Thursday, 25 September 2008
Here's one of the best books I've ever read, Fantastic Tales: Visionary and Everyday, a collection of nineteenth-century fantastic fiction, edited by Italo Calvino.
A quick look at the table of contents is enough to recall my favorites. "The Story of the Demoniac Pacheco" is not a short story, but an excerpt from Jan Potocki's The Manuscript Found in Saragossa. This is the first tale in the collection, and Calvino endeared himself to me by confessing that he was immediately breaking one of his own editorial rules — only complete works.
There's no better story to begin this collection, though, and it stands alone quite well. It's basically about a guy who has a night of wild sex with two women, then wakes up to find that he's been consorting with the rotting corpses of two hanged men. Things get much worse from there.
Nathaniel Hawthorne's "Young Goodman Brown" is a cynical and atmospheric tale about the discovery of widespread corruption in a seemingly virtuous community. Gogol's "The Nose", about an official who loses his nose and goes in search of it — at one point he's convinced that he sees it mingling at a party — is a masterpiece of absurdity. Théophile Gautier's "The Beautiful Vampire" aniticipates scenes from countless vampire movies and is an absorbing story of obsessive love.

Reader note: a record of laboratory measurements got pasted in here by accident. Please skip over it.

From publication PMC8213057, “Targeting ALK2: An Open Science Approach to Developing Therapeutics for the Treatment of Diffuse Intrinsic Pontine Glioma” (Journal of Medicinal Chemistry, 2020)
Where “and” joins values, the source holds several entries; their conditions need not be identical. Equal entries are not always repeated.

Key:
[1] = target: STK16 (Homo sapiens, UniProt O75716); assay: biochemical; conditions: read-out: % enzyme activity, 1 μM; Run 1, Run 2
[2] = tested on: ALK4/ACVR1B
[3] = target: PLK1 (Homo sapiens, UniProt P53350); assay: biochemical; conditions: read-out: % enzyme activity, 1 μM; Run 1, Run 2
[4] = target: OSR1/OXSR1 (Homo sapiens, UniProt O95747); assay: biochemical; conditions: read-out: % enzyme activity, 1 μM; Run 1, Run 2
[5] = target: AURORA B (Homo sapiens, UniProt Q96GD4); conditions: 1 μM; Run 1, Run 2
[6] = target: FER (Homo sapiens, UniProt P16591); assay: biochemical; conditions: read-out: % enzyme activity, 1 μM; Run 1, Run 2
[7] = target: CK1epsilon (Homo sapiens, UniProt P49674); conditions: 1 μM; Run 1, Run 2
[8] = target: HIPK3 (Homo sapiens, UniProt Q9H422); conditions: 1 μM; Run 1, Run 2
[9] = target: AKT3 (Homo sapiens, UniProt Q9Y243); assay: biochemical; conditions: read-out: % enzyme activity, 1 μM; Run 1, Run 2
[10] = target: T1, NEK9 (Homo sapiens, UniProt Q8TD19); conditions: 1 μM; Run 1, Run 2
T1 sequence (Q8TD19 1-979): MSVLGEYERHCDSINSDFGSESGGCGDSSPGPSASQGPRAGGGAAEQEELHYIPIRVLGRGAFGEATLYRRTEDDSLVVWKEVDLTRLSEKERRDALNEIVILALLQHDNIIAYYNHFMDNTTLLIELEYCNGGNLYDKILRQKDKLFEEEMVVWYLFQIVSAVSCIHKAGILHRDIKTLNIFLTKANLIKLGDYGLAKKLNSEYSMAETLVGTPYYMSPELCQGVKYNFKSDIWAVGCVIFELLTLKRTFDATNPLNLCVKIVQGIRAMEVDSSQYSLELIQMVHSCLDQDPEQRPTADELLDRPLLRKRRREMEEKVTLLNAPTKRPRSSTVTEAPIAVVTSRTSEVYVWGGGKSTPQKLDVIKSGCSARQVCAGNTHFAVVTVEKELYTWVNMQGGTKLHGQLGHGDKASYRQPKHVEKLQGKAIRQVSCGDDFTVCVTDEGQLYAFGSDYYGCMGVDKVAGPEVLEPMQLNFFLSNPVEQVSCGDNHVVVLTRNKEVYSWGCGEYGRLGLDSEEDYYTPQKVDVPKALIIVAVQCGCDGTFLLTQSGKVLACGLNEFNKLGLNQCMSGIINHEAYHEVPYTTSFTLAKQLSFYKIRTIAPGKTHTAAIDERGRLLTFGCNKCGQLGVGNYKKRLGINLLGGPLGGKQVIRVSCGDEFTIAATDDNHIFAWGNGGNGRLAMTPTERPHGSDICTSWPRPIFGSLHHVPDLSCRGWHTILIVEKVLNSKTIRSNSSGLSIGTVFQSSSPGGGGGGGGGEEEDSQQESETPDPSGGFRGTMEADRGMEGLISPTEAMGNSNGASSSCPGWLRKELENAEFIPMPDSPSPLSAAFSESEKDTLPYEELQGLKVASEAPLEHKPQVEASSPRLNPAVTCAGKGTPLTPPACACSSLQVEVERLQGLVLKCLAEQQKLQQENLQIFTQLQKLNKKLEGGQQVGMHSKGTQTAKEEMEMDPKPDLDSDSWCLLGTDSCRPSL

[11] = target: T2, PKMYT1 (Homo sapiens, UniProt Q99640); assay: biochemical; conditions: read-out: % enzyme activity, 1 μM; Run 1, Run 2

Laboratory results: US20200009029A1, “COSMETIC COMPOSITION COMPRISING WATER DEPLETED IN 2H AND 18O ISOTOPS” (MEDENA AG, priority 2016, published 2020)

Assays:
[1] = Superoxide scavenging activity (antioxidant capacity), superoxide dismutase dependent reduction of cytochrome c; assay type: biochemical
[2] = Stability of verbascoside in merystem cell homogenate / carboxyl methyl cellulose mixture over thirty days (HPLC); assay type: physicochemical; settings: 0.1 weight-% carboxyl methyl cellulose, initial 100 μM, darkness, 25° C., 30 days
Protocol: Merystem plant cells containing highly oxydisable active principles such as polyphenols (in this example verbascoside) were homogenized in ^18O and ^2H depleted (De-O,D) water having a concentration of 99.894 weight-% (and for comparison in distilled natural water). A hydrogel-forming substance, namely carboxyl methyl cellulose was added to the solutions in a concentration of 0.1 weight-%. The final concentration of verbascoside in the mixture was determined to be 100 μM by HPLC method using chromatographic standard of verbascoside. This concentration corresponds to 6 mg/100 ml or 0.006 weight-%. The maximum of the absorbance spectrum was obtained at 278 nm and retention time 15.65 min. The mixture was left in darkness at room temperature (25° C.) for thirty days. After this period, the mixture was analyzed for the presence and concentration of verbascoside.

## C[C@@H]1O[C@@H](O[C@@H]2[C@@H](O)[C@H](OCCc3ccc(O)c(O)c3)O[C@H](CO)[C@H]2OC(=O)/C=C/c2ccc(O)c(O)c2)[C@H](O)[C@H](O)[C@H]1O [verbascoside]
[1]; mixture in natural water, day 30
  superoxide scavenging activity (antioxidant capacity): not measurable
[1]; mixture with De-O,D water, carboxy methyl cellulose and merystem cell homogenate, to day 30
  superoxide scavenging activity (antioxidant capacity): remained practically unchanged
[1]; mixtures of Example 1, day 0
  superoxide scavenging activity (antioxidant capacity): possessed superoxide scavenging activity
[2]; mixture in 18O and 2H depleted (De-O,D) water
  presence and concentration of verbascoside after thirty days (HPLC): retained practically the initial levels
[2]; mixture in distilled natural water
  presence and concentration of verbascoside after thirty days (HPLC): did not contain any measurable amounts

The final word on obsessive love, however, is Vernon (Violetta) Lee's "A Lasting Love", in which research into a small town's history awakens an evil spirit that has been dormant for centuries. Prosper Mérimé's "The Venus of Ille", about the residual power of a pagan idol, has one punch to swing and places it squarely on the reader's jaw. Hans Christian Andersen's "The Shadow" is about a man who loses his own shadow, finds it again and wishes he hadn't. It's similar to "The Nose" in some ways, but does not go as far over the border into satire.
Ambrose Bierce's "Chickamauga" is fantastic in its imagery if not in its content, presenting a detailed and terrible portrait of the horrors of war. The first paragraph begins "One sunny autumn afternoon" and turns out to be cruelly and horrifyingly ironic. On a different note, Robert Louis Stevenson's "The Bottle Imp" is a light and entertaining "Monkey's Paw" kind of story.
Finally, H. G. Wells's "The Country of the Blind", the last story in the book, isdevastating. I found myself thinking about it for days after I read it. The premise is that the one-eyed man, or even the two-eyed man, might not actually be king in the country of the blind.
Each story has an erudite and informative introduction by Calvino, who also wrote an introduction for the collection as a whole. He appears to know and to have read everything. One question I had was whether he read these stories in English or Italian or both. At least one story here has an English translation that is copyrighted some years after Calvino's death, so it seems he could not have read the exact same words printed here.
Andersen's "The Shadow" appears here in an English translation by M. R. James, a fact which is curiously unremarked by Calvino. James was one of the masters of fantastic fiction, whose "Casting the Runes" was filmed by Jacques Tourneur as Curse of the Demon, a.k.a. Night of the Demon. Since Calvino makes no comment about James, I assume that either he did not read this translation or (less likely) he was unaware of the translator's identity.